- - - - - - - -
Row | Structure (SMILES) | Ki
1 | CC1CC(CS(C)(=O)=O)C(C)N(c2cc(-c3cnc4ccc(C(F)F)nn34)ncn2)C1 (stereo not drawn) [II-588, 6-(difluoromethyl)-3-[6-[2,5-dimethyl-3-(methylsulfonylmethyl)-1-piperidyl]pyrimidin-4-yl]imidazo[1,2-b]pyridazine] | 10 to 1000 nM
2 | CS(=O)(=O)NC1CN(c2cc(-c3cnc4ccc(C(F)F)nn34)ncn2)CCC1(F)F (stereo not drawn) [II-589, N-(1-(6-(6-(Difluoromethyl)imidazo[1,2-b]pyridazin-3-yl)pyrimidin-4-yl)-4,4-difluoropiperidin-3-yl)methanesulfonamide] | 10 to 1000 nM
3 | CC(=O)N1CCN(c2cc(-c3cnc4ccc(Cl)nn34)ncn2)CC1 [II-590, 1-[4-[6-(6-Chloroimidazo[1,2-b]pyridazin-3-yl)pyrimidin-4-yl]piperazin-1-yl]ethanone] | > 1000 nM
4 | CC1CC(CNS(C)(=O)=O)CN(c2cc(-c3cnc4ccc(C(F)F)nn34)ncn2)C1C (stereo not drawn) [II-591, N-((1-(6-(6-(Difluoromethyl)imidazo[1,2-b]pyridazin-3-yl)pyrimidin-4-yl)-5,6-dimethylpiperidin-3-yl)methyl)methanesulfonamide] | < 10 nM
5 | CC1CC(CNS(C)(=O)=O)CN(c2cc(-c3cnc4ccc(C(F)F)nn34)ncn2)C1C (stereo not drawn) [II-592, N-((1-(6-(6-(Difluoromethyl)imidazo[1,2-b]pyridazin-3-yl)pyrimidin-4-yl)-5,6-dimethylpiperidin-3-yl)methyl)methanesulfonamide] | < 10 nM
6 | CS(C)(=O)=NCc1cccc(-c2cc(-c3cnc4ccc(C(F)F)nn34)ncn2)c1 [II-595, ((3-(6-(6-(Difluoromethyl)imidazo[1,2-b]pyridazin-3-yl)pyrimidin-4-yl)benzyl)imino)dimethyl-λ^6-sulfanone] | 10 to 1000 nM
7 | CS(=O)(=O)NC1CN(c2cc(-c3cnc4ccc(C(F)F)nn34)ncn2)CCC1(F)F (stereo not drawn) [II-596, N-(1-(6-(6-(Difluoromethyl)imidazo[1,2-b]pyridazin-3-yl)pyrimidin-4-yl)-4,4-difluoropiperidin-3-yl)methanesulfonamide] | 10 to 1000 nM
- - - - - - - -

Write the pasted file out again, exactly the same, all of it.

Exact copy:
Row | Structure (SMILES) | Ki
1 | CC1CC(CS(C)(=O)=O)C(C)N(c2cc(-c3cnc4ccc(C(F)F)nn34)ncn2)C1 (stereo not drawn) [II-588, 6-(difluoromethyl)-3-[6-[2,5-dimethyl-3-(methylsulfonylmethyl)-1-piperidyl]pyrimidin-4-yl]imidazo[1,2-b]pyridazine] | 10 to 1000 nM
2 | CS(=O)(=O)NC1CN(c2cc(-c3cnc4ccc(C(F)F)nn34)ncn2)CCC1(F)F (stereo not drawn) [II-589, N-(1-(6-(6-(Difluoromethyl)imidazo[1,2-b]pyridazin-3-yl)pyrimidin-4-yl)-4,4-difluoropiperidin-3-yl)methanesulfonamide] | 10 to 1000 nM
3 | CC(=O)N1CCN(c2cc(-c3cnc4ccc(Cl)nn34)ncn2)CC1 [II-590, 1-[4-[6-(6-Chloroimidazo[1,2-b]pyridazin-3-yl)pyrimidin-4-yl]piperazin-1-yl]ethanone] | > 1000 nM
4 | CC1CC(CNS(C)(=O)=O)CN(c2cc(-c3cnc4ccc(C(F)F)nn34)ncn2)C1C (stereo not drawn) [II-591, N-((1-(6-(6-(Difluoromethyl)imidazo[1,2-b]pyridazin-3-yl)pyrimidin-4-yl)-5,6-dimethylpiperidin-3-yl)methyl)methanesulfonamide] | < 10 nM
5 | CC1CC(CNS(C)(=O)=O)CN(c2cc(-c3cnc4ccc(C(F)F)nn34)ncn2)C1C (stereo not drawn) [II-592, N-((1-(6-(6-(Difluoromethyl)imidazo[1,2-b]pyridazin-3-yl)pyrimidin-4-yl)-5,6-dimethylpiperidin-3-yl)methyl)methanesulfonamide] | < 10 nM
6 | CS(C)(=O)=NCc1cccc(-c2cc(-c3cnc4ccc(C(F)F)nn34)ncn2)c1 [II-595, ((3-(6-(6-(Difluoromethyl)imidazo[1,2-b]pyridazin-3-yl)pyrimidin-4-yl)benzyl)imino)dimethyl-λ^6-sulfanone] | 10 to 1000 nM
7 | CS(=O)(=O)NC1CN(c2cc(-c3cnc4ccc(C(F)F)nn34)ncn2)CCC1(F)F (stereo not drawn) [II-596, N-(1-(6-(6-(Difluoromethyl)imidazo[1,2-b]pyridazin-3-yl)pyrimidin-4-yl)-4,4-difluoropiperidin-3-yl)methanesulfonamide] | 10 to 1000 nM